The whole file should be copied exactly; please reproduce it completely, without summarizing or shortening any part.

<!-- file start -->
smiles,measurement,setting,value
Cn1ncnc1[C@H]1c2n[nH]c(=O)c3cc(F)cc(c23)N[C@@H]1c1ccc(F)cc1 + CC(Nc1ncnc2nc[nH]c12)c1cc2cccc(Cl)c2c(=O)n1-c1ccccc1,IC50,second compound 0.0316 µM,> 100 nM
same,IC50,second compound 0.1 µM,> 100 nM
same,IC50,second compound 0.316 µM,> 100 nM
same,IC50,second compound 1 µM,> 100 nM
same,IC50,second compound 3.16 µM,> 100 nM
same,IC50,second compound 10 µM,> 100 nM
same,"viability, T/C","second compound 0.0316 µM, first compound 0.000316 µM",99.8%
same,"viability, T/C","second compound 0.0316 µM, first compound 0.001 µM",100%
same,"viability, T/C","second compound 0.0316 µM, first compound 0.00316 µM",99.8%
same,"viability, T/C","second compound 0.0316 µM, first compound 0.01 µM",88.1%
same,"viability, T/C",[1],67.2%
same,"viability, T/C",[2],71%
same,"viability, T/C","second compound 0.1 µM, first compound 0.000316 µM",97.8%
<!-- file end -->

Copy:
smiles,measurement,setting,value
Cn1ncnc1[C@H]1c2n[nH]c(=O)c3cc(F)cc(c23)N[C@@H]1c1ccc(F)cc1 + CC(Nc1ncnc2nc[nH]c12)c1cc2cccc(Cl)c2c(=O)n1-c1ccccc1,IC50,second compound 0.0316 µM,> 100 nM
same,IC50,second compound 0.1 µM,> 100 nM
same,IC50,second compound 0.316 µM,> 100 nM
same,IC50,second compound 1 µM,> 100 nM
same,IC50,second compound 3.16 µM,> 100 nM
same,IC50,second compound 10 µM,> 100 nM
same,"viability, T/C","second compound 0.0316 µM, first compound 0.000316 µM",99.8%
same,"viability, T/C","second compound 0.0316 µM, first compound 0.001 µM",100%
same,"viability, T/C","second compound 0.0316 µM, first compound 0.00316 µM",99.8%
same,"viability, T/C","second compound 0.0316 µM, first compound 0.01 µM",88.1%
same,"viability, T/C",[1],67.2%
same,"viability, T/C",[2],71%
same,"viability, T/C","second compound 0.1 µM, first compound 0.000316 µM",97.8%